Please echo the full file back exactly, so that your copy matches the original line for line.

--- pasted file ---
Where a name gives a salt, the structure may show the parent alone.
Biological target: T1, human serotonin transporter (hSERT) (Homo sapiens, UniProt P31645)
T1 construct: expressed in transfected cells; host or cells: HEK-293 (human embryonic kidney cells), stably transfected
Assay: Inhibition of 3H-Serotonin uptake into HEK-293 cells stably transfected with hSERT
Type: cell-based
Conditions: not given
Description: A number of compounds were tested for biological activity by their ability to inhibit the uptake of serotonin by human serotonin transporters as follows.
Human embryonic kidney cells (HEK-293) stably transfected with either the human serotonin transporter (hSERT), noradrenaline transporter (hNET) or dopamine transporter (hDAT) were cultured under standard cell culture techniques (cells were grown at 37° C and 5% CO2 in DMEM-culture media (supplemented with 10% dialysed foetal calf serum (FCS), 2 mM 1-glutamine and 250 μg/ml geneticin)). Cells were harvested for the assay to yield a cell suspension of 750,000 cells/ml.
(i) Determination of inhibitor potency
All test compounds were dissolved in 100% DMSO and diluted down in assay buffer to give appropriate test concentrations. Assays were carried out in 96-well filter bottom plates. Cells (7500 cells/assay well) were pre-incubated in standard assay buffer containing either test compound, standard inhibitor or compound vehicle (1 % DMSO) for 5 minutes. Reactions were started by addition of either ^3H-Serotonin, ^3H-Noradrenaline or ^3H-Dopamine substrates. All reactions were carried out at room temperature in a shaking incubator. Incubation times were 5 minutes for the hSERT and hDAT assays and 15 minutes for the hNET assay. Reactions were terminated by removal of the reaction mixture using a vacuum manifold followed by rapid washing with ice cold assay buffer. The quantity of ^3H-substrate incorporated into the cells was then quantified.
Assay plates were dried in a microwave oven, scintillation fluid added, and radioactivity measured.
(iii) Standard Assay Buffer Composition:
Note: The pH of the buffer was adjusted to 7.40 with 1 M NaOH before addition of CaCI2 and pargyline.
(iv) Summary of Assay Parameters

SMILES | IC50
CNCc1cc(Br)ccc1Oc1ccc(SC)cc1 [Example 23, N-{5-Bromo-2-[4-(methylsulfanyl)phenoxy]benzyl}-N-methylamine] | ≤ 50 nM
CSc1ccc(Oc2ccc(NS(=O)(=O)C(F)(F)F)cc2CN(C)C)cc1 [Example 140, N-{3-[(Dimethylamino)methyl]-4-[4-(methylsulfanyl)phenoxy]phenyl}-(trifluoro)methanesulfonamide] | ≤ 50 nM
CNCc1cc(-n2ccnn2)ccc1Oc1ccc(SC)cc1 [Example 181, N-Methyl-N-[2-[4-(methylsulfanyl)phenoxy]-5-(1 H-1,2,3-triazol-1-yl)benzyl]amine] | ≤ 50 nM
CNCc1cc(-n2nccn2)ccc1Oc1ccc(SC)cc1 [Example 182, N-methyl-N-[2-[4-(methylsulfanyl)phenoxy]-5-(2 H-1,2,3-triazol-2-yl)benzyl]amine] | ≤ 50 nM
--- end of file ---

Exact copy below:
Where a name gives a salt, the structure may show the parent alone.
Biological target: T1, human serotonin transporter (hSERT) (Homo sapiens, UniProt P31645)
T1 construct: expressed in transfected cells; host or cells: HEK-293 (human embryonic kidney cells), stably transfected
Assay: Inhibition of 3H-Serotonin uptake into HEK-293 cells stably transfected with hSERT
Type: cell-based
Conditions: not given
Description: A number of compounds were tested for biological activity by their ability to inhibit the uptake of serotonin by human serotonin transporters as follows.
Human embryonic kidney cells (HEK-293) stably transfected with either the human serotonin transporter (hSERT), noradrenaline transporter (hNET) or dopamine transporter (hDAT) were cultured under standard cell culture techniques (cells were grown at 37° C and 5% CO2 in DMEM-culture media (supplemented with 10% dialysed foetal calf serum (FCS), 2 mM 1-glutamine and 250 μg/ml geneticin)). Cells were harvested for the assay to yield a cell suspension of 750,000 cells/ml.
(i) Determination of inhibitor potency
All test compounds were dissolved in 100% DMSO and diluted down in assay buffer to give appropriate test concentrations. Assays were carried out in 96-well filter bottom plates. Cells (7500 cells/assay well) were pre-incubated in standard assay buffer containing either test compound, standard inhibitor or compound vehicle (1 % DMSO) for 5 minutes. Reactions were started by addition of either ^3H-Serotonin, ^3H-Noradrenaline or ^3H-Dopamine substrates. All reactions were carried out at room temperature in a shaking incubator. Incubation times were 5 minutes for the hSERT and hDAT assays and 15 minutes for the hNET assay. Reactions were terminated by removal of the reaction mixture using a vacuum manifold followed by rapid washing with ice cold assay buffer. The quantity of ^3H-substrate incorporated into the cells was then quantified.
Assay plates were dried in a microwave oven, scintillation fluid added, and radioactivity measured.
(iii) Standard Assay Buffer Composition:
Note: The pH of the buffer was adjusted to 7.40 with 1 M NaOH before addition of CaCI2 and pargyline.
(iv) Summary of Assay Parameters

SMILES | IC50
CNCc1cc(Br)ccc1Oc1ccc(SC)cc1 [Example 23, N-{5-Bromo-2-[4-(methylsulfanyl)phenoxy]benzyl}-N-methylamine] | ≤ 50 nM
CSc1ccc(Oc2ccc(NS(=O)(=O)C(F)(F)F)cc2CN(C)C)cc1 [Example 140, N-{3-[(Dimethylamino)methyl]-4-[4-(methylsulfanyl)phenoxy]phenyl}-(trifluoro)methanesulfonamide] | ≤ 50 nM
CNCc1cc(-n2ccnn2)ccc1Oc1ccc(SC)cc1 [Example 181, N-Methyl-N-[2-[4-(methylsulfanyl)phenoxy]-5-(1 H-1,2,3-triazol-1-yl)benzyl]amine] | ≤ 50 nM
CNCc1cc(-n2nccn2)ccc1Oc1ccc(SC)cc1 [Example 182, N-methyl-N-[2-[4-(methylsulfanyl)phenoxy]-5-(2 H-1,2,3-triazol-2-yl)benzyl]amine] | ≤ 50 nM